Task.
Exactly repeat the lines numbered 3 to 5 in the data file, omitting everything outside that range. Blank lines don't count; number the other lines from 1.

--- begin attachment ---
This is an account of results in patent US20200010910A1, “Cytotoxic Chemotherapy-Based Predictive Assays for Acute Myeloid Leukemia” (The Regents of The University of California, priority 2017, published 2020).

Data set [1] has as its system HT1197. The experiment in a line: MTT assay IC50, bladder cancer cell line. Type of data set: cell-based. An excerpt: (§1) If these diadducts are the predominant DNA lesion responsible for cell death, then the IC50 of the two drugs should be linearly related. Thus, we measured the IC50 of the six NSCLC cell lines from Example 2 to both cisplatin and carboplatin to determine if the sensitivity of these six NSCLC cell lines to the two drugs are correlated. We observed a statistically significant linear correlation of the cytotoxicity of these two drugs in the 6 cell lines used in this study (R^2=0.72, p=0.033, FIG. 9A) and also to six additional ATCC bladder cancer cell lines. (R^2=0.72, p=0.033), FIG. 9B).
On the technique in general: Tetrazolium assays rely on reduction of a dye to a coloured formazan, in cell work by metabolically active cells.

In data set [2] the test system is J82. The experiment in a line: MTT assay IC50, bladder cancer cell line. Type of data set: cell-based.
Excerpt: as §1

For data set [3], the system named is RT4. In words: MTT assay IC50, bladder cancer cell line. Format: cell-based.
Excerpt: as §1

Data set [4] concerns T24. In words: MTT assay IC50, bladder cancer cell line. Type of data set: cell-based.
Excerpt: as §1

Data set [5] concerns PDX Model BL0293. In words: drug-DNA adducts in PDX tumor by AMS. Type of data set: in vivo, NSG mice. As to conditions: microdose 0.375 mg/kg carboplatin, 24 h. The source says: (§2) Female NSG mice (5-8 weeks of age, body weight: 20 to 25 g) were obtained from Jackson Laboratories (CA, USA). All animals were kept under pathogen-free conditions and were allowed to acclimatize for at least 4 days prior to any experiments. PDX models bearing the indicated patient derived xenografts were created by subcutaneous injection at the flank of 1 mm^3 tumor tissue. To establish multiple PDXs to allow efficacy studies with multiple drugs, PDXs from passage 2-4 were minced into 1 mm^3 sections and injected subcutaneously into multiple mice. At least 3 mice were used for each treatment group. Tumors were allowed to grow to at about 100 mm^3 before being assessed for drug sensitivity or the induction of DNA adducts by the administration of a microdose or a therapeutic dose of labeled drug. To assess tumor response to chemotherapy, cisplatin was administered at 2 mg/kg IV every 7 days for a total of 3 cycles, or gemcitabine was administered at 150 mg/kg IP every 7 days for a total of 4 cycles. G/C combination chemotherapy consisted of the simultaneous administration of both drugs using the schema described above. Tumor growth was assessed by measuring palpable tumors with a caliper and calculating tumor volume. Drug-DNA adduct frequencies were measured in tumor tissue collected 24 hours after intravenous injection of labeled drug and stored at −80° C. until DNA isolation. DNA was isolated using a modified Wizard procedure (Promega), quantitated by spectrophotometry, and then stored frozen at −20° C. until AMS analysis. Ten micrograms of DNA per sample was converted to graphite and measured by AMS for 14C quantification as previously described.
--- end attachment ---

On the technique in general: Tetrazolium assays rely on reduction of a dye to a coloured formazan, in cell work by metabolically active cells.

In data set [2] the test system is J82. The experiment in a line: MTT assay IC50, bladder cancer cell line. Type of data set: cell-based.
Excerpt: as §1